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Proposal for storage facility on Falls Road draws fire PDF Print E-mail
Written by Steve Ostermann   
Wednesday, 21 December 2016 21:10

Developer’s plan to build 366-unit complex raises concerns in town, village

Plans for construction of a rental storage facility that could have as many as 366 units in 11 buildings off Falls Road in the Town of Grafton have sparked concerns among local officials and residents.

Developer Brian Parrish of Paradigm Real Estate has applied for a zoning change needed for him to build the Grafton Self Storage facility on seven acres south of Falls Road between I-43 and the railroad tracks.

The facility would be adjacent to the Fox Tail Lane subdivision, whose residents have publicly objected to the project.

Plans call for the facility, which would be built in three phases, to have climate-controlled indoor units, a screened outdoor vehicle/boat storage area and a sales office.

Parrish has asked the town to approve the project as a planned-unit development, which would require changing the current agricultural zoning to business park use.

In his application, Parrish has proposed  the first phase of the project to have four buildings with 246 units, followed by a second phase of five buildings with 94 units and a possible third phase of two buildings with 26 units.

The Grafton Town Board last week tabled consideration of Parrish’s petition for the zoning change after more than a dozen subdivision residents spoke against the project at a public hearing.

Most of the allowed uses in the business park zoning are for office and service uses. The residents voiced concerns about the density of the proposed buildings, as well as light pollution, wetlands, stormwater runoff, traffic and safety issues.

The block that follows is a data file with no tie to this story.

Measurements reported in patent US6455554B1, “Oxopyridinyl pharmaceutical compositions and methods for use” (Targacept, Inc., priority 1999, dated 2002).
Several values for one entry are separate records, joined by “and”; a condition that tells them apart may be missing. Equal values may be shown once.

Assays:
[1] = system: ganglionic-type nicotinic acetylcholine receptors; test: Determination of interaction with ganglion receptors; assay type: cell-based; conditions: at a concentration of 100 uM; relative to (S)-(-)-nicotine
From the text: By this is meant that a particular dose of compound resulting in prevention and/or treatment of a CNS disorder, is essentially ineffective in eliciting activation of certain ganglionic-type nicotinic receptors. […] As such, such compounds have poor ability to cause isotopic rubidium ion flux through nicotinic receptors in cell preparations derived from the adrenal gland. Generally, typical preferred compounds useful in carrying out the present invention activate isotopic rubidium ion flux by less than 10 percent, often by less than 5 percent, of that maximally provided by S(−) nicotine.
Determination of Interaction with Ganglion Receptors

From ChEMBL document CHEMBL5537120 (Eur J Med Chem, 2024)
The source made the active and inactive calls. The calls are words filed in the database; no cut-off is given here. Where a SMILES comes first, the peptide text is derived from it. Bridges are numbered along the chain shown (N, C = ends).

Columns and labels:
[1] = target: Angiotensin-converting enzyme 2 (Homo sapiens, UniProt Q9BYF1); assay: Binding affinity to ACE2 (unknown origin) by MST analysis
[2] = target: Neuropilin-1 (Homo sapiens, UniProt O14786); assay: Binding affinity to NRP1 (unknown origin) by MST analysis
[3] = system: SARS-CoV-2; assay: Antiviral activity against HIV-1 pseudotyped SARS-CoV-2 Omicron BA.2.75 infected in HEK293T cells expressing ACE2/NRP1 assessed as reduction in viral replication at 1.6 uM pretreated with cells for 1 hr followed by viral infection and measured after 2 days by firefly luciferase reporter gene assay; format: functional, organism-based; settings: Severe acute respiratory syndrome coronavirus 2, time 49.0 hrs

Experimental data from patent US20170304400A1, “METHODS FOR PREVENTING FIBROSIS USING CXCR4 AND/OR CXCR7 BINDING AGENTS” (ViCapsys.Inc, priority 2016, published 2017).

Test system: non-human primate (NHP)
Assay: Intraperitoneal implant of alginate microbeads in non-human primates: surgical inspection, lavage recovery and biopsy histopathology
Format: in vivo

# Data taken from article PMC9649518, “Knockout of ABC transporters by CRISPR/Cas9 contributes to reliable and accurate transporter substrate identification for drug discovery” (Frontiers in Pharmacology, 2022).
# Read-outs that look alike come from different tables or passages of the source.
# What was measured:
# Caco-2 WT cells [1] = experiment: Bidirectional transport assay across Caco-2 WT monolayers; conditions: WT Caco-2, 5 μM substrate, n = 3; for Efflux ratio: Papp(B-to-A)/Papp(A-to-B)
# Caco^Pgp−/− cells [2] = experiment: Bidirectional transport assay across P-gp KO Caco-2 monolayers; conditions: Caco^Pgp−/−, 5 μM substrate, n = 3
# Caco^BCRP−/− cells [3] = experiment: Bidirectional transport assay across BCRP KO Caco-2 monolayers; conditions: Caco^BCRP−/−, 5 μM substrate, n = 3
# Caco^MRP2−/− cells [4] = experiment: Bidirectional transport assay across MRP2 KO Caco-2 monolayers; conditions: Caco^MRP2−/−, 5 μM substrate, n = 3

Residents also presented a petition opposing the zoning code change.

In voting 3-2 to postpone a decision on the requested change, the board tabled further consideration until January. The zoning amendment is required before the developer can apply for project approval.

Village of Grafton officials have also voiced concern about the project, which was scheduled to be considered this week by the village’s Plan Commission in an extraterritorial review.

In a report to the commission, Jessica Wolff, the village’s director of planning and development, said the project “has significant challenges, including narrow shape, wetlands requiring a waiver from the DNR and some relocation, and a navigable waterway.”

Wolff said her staff recognizes a demand for self-storage units in the Grafton area and that such facilities “are a good fit for town development” because the use does not typically require sewer and water services.

However, Wolff said, the project raises a number of concerns, including overbuilding of the site, insufficient setbacks, unscreened outdoor storage of vehicles that would be visible from I-43 and a shortage of information about lighting, fire-protection needs and proposed wall and monument signs facing Falls Road and I-43.

In his rezoning application, Parrish said the project site could have a value of $2.5 million at full development. He said the site would have an automatic gate with entry code, video surveillance and customer screening.

“Grafton Self Storage is architecturally pleasing, utilizes top-notch technology and would like to contribute to the rural character of the Town of Grafton,” the rezoning application states.

However, Wolff questioned the impact of the proposed use. 

“The site is overbuilt,” she said.

“It is unclear whether large vehicles, including fire apparatus and ambulances, could navigate between the buildings to allow full access to the site.”

Two buildings in the proposal “seem very isolated, which could encourage negative activities,” such as vandalism, theft and personal safety concerns, Wolff said.

In her report, Wolff recommended the village ask the town’s Plan Commission to consider having Parrish reduce the number of buildings, prohibit outdoor storage, and provide detailed information on lighting, signs and fire-protection plans.

The Town Plan Commission is expected to consider the project Jan. 4, one week before the next Town Board meeting.

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